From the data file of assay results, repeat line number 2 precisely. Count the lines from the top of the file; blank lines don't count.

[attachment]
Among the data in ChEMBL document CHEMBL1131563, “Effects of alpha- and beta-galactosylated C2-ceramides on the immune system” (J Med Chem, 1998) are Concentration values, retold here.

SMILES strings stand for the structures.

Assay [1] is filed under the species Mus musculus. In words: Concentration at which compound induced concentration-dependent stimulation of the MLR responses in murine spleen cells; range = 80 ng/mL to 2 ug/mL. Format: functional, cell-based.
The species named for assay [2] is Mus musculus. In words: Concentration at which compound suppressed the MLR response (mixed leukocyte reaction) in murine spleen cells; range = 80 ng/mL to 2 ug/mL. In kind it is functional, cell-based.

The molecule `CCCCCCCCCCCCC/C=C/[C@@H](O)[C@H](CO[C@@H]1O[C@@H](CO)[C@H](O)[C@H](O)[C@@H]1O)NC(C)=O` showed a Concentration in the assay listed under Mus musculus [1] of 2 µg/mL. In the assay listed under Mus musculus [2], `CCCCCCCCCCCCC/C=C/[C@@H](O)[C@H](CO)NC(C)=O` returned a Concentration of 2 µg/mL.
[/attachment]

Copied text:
SMILES strings stand for the structures.